The only preventive measure for measles is vaccination. Routine measles vaccination for kids, followed by mass immunization campaigns to raise awareness about the disease in countries with high death rates and cases of measles are the best strategies you can use in preventing and reducing the outbreak of the disease.
The measles vaccine is often administered with rubella or mumps vaccines which are considered safe and effective. These vaccines have been in existence for over 50 years now, protecting mankind from the deadly measles virus. It’s cheap, effective and safe for everyone.
To prevent further outbreaks and immunity to the disease, two doses are recommended. This is because over 15% of vaccinated children tend to remain susceptible to the disease after the first dose.
What are the Possible Ways I can Treat Measles?
As of today, there isn’t any specific treatment for the measles infection. Once affected, the only thing you can do is to provide different measures to relieve the effects of the symptoms. But some measures can also be taken to protect those with no immunity to measles after getting exposed.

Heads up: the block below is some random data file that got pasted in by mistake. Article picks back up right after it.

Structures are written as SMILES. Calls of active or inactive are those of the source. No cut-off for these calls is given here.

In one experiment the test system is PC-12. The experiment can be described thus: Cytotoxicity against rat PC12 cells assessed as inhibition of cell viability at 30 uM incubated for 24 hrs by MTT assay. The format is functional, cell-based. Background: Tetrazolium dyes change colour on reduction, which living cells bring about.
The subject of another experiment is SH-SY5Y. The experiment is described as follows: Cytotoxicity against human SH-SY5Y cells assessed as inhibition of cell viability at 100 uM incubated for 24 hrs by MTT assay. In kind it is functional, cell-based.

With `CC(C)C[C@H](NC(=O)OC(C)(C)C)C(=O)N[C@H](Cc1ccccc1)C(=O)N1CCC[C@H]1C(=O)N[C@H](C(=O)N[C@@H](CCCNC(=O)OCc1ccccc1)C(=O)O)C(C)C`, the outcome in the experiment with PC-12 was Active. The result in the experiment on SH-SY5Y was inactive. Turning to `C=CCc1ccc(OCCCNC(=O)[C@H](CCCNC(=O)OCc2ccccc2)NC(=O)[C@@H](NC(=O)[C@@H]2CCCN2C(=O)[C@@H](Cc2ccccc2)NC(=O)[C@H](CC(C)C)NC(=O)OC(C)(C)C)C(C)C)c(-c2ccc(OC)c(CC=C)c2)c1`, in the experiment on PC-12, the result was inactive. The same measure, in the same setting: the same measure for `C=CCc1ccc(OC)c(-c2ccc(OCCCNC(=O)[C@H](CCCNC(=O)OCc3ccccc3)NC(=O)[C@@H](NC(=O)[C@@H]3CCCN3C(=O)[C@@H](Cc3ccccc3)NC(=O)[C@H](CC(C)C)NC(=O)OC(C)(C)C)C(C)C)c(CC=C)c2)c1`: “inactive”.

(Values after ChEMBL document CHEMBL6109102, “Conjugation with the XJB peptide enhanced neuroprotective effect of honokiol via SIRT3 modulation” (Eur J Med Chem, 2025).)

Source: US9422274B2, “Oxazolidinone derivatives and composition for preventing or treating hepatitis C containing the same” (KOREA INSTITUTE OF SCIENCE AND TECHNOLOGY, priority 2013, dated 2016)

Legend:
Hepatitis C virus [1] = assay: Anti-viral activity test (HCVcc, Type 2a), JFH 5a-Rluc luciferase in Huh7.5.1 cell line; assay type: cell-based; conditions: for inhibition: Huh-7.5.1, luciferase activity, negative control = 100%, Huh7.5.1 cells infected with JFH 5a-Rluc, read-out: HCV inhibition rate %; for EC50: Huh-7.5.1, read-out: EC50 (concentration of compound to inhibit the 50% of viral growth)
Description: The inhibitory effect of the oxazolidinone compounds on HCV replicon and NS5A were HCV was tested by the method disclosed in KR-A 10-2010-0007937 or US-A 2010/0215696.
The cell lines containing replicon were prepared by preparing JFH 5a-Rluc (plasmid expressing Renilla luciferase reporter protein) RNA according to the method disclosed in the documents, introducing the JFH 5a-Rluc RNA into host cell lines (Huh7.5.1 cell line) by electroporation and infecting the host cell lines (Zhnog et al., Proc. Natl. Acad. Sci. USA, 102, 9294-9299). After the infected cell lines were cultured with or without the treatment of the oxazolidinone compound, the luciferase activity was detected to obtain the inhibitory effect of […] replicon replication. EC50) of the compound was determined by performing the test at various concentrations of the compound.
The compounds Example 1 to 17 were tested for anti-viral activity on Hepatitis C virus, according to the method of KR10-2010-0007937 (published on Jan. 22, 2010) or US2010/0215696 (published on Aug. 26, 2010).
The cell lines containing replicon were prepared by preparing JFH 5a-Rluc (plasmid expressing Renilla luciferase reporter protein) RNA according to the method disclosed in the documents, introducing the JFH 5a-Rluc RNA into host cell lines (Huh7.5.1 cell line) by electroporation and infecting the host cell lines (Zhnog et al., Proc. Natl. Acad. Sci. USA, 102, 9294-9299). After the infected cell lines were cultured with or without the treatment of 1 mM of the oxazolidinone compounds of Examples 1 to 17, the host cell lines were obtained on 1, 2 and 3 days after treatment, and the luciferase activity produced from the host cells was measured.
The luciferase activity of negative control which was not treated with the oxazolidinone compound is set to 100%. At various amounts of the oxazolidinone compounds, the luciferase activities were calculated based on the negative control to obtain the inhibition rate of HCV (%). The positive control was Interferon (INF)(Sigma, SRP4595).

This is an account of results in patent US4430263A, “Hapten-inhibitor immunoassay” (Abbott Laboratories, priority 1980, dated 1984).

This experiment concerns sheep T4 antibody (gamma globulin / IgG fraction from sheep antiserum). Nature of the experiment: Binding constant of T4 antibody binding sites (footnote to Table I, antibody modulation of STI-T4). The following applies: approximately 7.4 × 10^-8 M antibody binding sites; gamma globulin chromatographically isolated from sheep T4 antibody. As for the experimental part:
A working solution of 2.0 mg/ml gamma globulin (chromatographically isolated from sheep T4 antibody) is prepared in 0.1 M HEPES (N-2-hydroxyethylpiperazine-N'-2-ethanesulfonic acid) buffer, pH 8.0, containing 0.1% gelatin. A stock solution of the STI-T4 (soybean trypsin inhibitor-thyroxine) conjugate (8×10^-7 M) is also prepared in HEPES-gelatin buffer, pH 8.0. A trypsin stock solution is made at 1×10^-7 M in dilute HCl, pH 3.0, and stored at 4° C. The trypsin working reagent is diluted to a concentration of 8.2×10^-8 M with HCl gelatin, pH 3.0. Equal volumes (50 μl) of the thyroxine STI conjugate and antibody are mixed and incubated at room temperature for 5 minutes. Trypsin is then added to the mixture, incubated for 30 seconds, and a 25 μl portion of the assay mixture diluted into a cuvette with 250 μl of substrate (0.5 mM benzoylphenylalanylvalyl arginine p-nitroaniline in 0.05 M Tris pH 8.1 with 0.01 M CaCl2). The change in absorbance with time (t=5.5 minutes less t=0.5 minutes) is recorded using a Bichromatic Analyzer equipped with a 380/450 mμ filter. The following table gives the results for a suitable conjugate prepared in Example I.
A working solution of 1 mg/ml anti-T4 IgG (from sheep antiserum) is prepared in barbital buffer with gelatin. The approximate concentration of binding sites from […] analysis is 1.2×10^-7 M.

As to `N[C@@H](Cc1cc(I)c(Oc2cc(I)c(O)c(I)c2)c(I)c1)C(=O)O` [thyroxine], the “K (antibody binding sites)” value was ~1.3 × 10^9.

- Post-exposure vaccination: Those with no immunity to measles may be administered the measles vaccines 72hours of exposure. If the infection still develops, it’ll have less severe symptoms and you’ll gain relief in a short time.
- Immune serum globulin: People with a weakened immune system who have been exposed to the measles virus can be given an immune serum globulin. It is an injection of protein (antibodies) that prevents measles or provides relief from its symptoms when administered within 6 days of exposure to the virus.
You can also use drugs like antibiotics, vitamin A and fever reducers (acetaminophen, ibuprofen or naproxen sodium) to relieve the symptoms of measles.
Measles is a deadly infection caused by a virus. It can be treated in many ways, both through the use of natural home remedies and also medications. These measures play a vital role in providing relief against symptoms the infection has to offer. Well, the best practice here is to get vaccinated. Two doses of the vaccination are recommended for immunity.
If you notice any of the symptoms related to measles n your child, go see a doctor immediately and run a diagnosis before treatment is given.